My advice to any young person considering medicine is to first trust the gifts that the Good Lord has given each of us, and to also trust the Good Lord’s plan for each of our lives. There are many potential careers in the medical field, and all of them are fulfilling and provide ample opportunities to help others during a time of need and vulnerability. Don’t ever underestimate the positive impact that health care providers can make in people’s lives. Working as a physician is a special calling, and it demands a certain aptitude and intellectual ability, a lifelong commitment to learning, a strong work ethic, an openness to grow as a person, and a desire to serve others in a positive way. I consider it a privilege to work in this community as an Orthopaedics Surgeon and Sports Medicine Physician, and the field of medicine has been most fulfilling yet humbling, demanding yet rewarding, and challenging yet gratifying way for me to give back to others in a time of need.
What is an interesting fact about you that not everyone knows?
Growing up in a family that loved sports, I was an avid fan of Notre Dame football and Cincinnati Reds baseball. I was most blessed to attend Notre Dame on an academic scholarship, where I walked on and made the Notre Dame football team as a freshman, snapping to Joe Montana that year in practice on a team that won the 1977 National Championship. I am proud to have earned a football scholarship at Notre Dame, started at offensive guard on a team that went to the Sugar Bowl in 1980, and be named an Academic All-American and later on an Academic All-American Hall of Fame member.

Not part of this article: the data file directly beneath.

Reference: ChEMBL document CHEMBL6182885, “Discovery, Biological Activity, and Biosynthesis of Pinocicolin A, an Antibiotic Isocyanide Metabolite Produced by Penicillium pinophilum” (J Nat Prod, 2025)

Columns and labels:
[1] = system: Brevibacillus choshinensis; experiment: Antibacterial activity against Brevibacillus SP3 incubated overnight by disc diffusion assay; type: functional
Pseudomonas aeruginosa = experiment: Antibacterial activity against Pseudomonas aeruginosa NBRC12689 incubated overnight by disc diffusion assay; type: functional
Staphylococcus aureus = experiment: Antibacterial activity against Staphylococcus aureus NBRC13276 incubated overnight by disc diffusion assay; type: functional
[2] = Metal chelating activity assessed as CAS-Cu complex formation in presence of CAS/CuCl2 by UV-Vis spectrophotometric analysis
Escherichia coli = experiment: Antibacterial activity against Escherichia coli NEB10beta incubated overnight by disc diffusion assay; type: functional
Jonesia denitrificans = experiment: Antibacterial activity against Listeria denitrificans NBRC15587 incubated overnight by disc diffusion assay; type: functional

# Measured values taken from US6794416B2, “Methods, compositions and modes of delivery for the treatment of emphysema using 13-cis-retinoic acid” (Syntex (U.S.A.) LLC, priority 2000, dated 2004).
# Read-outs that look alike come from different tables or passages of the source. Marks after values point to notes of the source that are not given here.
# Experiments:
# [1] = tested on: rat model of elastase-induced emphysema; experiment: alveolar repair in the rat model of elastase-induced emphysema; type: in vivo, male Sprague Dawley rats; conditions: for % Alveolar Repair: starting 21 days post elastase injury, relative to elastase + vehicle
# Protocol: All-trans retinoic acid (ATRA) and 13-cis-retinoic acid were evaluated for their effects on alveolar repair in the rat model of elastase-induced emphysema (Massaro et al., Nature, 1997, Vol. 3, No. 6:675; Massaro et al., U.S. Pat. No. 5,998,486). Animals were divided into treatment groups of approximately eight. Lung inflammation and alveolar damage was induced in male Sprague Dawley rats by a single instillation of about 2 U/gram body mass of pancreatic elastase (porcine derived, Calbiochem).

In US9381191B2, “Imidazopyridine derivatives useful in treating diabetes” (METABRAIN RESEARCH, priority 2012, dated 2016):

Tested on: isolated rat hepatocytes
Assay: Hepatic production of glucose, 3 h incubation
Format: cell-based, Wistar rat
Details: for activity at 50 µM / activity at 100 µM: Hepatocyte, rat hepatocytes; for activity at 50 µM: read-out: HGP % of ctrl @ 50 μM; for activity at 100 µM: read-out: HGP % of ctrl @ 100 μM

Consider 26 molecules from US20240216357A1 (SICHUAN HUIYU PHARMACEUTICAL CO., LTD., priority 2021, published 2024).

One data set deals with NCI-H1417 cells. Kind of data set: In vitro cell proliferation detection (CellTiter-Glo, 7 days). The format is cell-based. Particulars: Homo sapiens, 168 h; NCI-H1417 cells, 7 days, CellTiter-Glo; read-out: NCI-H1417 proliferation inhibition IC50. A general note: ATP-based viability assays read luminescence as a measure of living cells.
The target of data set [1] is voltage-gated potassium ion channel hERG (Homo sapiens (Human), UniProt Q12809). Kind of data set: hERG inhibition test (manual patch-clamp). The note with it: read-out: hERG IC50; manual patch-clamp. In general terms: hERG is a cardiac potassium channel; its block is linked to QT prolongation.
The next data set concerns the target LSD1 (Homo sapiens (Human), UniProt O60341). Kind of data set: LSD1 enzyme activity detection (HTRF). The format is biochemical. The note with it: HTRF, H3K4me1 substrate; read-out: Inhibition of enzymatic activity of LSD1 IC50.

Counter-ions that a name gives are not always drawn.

My wife Felicia and I are blessed with four sons, who all walked on to their college teams and all four earned athletic scholarships a generation later. (Bobby-football: University of Notre Dame- fullback/tight end; Chris- golf: Xavier University; John- golf: Xavier University; Joe- football: Ohio State University-linebacker). I was proud and privileged to work as team physician for the Cincinnati Reds, and I am also blessed to serve as head team physician for Xavier University, my father’s Alma Mater and the school that two of my four sons attended and graduated from. Having played college football myself and lived through the successes and challenges of athletics in our sons’ lives, this helps me appreciate the positive value of sports and also better appreciate the adversity that an athlete and his/her family experiences when an injury potentially threatens one’s athletic career and the dreams of a young person.
Felicia, my wife, grew up in eastern Cincinnati, graduated from Anderson High School, then earned her BS in Nursing from the University of Tennessee, before earning her Master’s Degree as a Nurse Practitioner from IUPUI in 1988. She sacrificed her professional career to raise her four sons: Bobby (32), Chris (30), John (27), and Joe (26) – who is now beginning his second year of Medical School at Ohio State University.
If you were a pair of shoes, what kind would you be?
If I were a pair of shoes, I would be a durable pair of football cleats, a pair that has made it through more than one season, through the heat and the cold, the rock-hard ground and the mud, yet still keeps its traction and pushes forward each day, taking on whatever tasks and challenges comes its way.